Dining In, Dining Out
Once while dining at a minimal-chic German restaurant in San Francisco, my date marveled at the elegant simplicity of the mid-century-modern salt and pepper shakers on our table.
Their simple blue color and proletarian design created a sort of hypnotic nostalgia for his childhood tableware. Did it enhance his dining experience? Certainly. Did it concern me when he persisted in fondling the salt and pepper shakers throughout the entire meal? Slightly.
Recently, restaurants have been stylishly translating the idea of home cooking, eschewing the cold, corporate mega-restaurant concepts of the late ’90s and exploring more personal, whimsical decor. Communal dining is a thriving trend in upscale establishments, and many chefs incorporate childhood favorites or “comfort food” on the menu, like grilled cheese sandwiches and chocolate milkshakes (albeit with manchego and Valrhona chocolate).
Restaurants may successfully take inspiration from the concept of home cooking, but when the home cook tries to evoke the restaurant experience, the results can be mixed. People pimp their kitchens with professional-grade appliances, polished-granite work islands the size of Guam, and industrial refrigerators/freezers in homage to the “culinary” lifestyle, creating sterile mausoleums where spilled zinfandel fears to tread. You see a kitchen like this and instead of feeling hungry, you feel nervous.
However, home dining can also take a more graceful cue from restaurants. If a simple floating dahlia, oh-so-flattering cube lamp, or Eames chair finds its way to the table, the implication is not pretension, but a clever touch on an otherwise routine home-cooked meal.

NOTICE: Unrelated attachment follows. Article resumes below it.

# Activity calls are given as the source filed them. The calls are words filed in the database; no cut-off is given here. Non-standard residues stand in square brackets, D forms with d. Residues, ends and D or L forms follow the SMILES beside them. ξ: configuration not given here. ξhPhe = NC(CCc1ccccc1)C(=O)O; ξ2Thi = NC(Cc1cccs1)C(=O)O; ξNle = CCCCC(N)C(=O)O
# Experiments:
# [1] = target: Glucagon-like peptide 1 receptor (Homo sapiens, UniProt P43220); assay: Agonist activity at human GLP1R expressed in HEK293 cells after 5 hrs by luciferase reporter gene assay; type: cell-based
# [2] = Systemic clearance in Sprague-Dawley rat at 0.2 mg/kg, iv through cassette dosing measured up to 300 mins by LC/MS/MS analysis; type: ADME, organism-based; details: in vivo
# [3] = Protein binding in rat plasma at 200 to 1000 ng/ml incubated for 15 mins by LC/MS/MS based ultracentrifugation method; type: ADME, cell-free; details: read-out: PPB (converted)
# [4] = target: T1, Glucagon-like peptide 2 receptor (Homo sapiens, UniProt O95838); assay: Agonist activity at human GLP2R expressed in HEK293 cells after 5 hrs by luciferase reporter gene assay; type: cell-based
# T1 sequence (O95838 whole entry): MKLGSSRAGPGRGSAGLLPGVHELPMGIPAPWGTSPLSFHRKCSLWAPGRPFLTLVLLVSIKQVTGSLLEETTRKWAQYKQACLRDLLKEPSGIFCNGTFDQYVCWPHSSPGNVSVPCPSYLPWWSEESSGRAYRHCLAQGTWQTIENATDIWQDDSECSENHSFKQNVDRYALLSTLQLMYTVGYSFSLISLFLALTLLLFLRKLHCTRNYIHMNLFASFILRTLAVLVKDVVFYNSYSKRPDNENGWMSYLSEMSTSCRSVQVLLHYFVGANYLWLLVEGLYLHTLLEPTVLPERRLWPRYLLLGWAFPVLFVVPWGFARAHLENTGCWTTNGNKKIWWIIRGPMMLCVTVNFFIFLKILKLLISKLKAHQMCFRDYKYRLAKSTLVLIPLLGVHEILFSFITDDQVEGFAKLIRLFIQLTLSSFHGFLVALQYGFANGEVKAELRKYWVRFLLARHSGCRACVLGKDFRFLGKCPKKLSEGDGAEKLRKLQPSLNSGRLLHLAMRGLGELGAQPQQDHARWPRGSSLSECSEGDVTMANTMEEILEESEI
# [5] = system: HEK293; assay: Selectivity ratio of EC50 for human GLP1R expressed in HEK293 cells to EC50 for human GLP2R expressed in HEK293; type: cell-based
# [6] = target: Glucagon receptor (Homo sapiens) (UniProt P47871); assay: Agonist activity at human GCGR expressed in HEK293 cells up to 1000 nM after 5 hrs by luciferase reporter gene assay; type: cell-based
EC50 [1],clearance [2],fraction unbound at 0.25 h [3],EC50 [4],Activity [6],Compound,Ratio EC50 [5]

But what does “home cooking” really mean? Is it literal, pertaining to recipes passed down through generations, or is it the whole experience of dining at home, the familiarity of the everyday china, the worn sturdiness of the dinner table, the form of a favorite utensil or serving bowl? These are all deeply personal, and nearly impossible to re-create out of context.
Ideally, one could aim to fuse the imaginative cuisine and decor of dining out with the fundamentally personal aspects of dining in—taking some risks yet retaining a sense of nostalgia. After all, a big part of enjoying food in the home is actually feeling at home.
And maybe that’s the elusive feeling that restaurants, as well as amateur hosts and hostesses the world over, hope to attain when inviting strangers, friends, or family members to their table. Whether it’s through design that invites not intimidates, or food that surprises yet comes from the heart, the best reaction one could hope to receive from a guest is a sigh of familiarity.